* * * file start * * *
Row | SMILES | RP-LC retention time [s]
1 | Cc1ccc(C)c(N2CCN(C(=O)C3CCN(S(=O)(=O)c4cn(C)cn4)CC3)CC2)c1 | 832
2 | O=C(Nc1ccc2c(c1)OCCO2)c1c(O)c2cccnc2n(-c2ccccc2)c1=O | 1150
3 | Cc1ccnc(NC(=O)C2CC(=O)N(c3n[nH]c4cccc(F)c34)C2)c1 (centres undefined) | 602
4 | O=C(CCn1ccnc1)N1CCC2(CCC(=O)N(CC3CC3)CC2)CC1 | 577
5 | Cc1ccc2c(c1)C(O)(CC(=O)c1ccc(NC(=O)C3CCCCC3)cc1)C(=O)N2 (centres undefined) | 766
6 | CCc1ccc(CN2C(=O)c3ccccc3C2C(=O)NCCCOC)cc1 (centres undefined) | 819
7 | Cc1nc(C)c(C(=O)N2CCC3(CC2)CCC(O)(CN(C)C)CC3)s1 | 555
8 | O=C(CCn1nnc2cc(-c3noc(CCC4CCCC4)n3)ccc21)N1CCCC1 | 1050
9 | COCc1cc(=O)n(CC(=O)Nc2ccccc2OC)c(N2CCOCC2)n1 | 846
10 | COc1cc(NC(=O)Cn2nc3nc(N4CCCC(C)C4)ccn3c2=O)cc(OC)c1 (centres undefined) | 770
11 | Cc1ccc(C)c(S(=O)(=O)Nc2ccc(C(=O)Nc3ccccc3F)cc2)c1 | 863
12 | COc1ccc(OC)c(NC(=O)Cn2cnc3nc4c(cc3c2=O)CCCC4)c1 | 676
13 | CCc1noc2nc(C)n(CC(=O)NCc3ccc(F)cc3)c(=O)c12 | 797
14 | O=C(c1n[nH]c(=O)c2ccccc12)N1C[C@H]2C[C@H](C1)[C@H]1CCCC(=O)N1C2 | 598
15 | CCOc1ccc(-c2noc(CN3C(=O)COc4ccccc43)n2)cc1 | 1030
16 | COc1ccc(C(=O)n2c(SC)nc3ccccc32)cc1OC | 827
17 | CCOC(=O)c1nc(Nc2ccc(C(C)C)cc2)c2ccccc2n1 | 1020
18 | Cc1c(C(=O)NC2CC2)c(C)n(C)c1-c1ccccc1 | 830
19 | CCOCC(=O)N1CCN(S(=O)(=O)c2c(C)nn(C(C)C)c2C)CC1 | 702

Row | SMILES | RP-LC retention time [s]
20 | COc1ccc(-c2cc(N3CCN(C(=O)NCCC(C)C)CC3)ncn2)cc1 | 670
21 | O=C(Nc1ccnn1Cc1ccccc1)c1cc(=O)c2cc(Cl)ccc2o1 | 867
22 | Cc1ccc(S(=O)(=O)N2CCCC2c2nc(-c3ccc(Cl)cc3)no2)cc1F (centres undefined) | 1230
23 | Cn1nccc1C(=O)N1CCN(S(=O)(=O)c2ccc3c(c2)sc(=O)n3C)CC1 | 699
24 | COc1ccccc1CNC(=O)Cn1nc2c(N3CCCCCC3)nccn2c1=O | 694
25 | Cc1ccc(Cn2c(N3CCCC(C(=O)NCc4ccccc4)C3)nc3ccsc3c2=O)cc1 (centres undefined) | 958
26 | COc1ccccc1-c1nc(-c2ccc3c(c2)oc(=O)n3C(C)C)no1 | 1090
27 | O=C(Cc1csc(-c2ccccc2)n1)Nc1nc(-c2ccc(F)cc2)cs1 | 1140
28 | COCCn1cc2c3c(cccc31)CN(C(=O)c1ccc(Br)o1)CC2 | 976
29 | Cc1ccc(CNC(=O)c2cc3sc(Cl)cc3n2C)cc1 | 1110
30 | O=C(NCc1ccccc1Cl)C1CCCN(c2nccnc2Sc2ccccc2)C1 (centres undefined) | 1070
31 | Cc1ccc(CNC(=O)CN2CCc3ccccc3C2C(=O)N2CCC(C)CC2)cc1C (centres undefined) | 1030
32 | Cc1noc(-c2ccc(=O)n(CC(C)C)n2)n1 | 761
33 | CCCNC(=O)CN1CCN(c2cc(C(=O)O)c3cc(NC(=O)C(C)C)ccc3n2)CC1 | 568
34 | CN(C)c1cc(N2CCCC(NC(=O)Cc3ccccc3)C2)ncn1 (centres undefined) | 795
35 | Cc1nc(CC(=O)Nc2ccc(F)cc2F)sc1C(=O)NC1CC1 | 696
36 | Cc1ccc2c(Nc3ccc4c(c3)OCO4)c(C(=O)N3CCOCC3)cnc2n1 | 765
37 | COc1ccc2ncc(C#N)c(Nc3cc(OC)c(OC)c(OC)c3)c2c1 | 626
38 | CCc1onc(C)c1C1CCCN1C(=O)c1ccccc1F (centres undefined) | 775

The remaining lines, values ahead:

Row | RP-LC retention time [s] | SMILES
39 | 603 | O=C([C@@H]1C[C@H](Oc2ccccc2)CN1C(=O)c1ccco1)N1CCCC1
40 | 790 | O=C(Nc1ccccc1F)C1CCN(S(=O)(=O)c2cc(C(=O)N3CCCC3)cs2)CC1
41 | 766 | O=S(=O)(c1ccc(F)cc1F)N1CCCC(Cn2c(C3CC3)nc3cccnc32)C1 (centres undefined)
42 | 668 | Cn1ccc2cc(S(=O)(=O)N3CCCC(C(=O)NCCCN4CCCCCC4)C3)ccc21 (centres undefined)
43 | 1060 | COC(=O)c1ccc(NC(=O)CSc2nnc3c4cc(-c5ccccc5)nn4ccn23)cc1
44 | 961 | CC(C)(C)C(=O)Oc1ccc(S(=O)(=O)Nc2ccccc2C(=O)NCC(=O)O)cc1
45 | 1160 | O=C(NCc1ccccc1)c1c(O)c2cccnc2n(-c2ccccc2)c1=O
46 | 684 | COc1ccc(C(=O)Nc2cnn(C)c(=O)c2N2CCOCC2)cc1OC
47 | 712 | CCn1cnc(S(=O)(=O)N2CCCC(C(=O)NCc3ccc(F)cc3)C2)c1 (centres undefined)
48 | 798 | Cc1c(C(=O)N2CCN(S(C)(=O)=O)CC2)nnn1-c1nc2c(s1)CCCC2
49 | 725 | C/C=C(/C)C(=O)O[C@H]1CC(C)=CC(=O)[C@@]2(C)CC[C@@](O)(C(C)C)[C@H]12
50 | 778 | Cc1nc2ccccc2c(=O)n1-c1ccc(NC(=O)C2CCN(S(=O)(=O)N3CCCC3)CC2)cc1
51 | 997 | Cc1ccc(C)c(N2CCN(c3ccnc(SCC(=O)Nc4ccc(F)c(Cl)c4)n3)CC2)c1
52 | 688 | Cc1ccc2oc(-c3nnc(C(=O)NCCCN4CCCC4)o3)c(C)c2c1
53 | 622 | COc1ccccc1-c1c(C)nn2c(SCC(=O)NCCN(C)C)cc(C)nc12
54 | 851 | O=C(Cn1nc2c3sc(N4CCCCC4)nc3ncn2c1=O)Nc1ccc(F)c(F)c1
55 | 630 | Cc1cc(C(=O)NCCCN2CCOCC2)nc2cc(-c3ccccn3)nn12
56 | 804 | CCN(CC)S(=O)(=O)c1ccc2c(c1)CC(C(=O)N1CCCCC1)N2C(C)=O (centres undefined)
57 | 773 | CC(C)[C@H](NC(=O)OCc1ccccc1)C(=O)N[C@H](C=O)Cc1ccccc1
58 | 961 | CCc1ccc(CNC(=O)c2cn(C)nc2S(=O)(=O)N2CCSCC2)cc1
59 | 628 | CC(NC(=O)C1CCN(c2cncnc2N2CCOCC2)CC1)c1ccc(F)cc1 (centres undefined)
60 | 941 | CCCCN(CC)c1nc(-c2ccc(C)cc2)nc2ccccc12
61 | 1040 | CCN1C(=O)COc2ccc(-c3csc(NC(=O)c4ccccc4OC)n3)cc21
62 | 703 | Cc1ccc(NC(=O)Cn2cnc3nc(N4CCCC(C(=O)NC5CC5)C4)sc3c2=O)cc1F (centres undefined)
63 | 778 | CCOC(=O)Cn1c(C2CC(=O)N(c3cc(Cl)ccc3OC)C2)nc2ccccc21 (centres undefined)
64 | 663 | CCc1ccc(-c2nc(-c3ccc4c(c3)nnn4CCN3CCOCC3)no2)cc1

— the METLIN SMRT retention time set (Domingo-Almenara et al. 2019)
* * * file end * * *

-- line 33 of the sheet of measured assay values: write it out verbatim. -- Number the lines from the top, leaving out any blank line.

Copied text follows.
31 | Cc1ccc(CNC(=O)CN2CCc3ccccc3C2C(=O)N2CCC(C)CC2)cc1C (centres undefined) | 1030